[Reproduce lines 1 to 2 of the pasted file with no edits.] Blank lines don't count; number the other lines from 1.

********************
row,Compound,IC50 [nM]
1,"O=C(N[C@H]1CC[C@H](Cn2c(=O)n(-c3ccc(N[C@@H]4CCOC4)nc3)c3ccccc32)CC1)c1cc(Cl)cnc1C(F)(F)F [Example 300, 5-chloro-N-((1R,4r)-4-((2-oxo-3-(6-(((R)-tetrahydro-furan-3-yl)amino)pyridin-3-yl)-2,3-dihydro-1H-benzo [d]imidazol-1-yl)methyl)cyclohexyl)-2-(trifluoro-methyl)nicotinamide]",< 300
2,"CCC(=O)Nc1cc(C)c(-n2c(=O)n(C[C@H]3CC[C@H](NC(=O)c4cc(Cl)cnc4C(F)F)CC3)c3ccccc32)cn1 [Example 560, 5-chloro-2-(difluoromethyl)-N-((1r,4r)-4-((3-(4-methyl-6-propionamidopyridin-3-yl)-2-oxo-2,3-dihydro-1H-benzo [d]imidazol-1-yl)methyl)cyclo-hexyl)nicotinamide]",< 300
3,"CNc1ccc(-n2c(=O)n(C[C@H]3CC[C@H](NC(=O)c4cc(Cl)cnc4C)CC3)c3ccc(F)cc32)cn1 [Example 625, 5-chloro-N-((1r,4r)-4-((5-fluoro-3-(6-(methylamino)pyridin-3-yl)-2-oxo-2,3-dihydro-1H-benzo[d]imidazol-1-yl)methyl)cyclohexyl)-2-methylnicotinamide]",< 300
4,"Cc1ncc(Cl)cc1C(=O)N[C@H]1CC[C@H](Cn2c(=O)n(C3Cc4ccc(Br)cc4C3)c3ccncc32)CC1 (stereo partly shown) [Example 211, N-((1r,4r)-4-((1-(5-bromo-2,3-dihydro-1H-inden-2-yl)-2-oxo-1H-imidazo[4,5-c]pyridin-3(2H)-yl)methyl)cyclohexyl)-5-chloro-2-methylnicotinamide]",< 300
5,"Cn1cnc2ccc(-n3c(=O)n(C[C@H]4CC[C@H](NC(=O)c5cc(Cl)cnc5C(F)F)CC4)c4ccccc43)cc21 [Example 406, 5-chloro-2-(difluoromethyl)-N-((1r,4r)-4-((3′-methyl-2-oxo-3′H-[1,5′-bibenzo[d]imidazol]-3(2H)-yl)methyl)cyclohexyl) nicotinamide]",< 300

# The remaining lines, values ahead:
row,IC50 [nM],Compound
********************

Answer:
row,Compound,IC50 [nM]
1,"O=C(N[C@H]1CC[C@H](Cn2c(=O)n(-c3ccc(N[C@@H]4CCOC4)nc3)c3ccccc32)CC1)c1cc(Cl)cnc1C(F)(F)F [Example 300, 5-chloro-N-((1R,4r)-4-((2-oxo-3-(6-(((R)-tetrahydro-furan-3-yl)amino)pyridin-3-yl)-2,3-dihydro-1H-benzo [d]imidazol-1-yl)methyl)cyclohexyl)-2-(trifluoro-methyl)nicotinamide]",< 300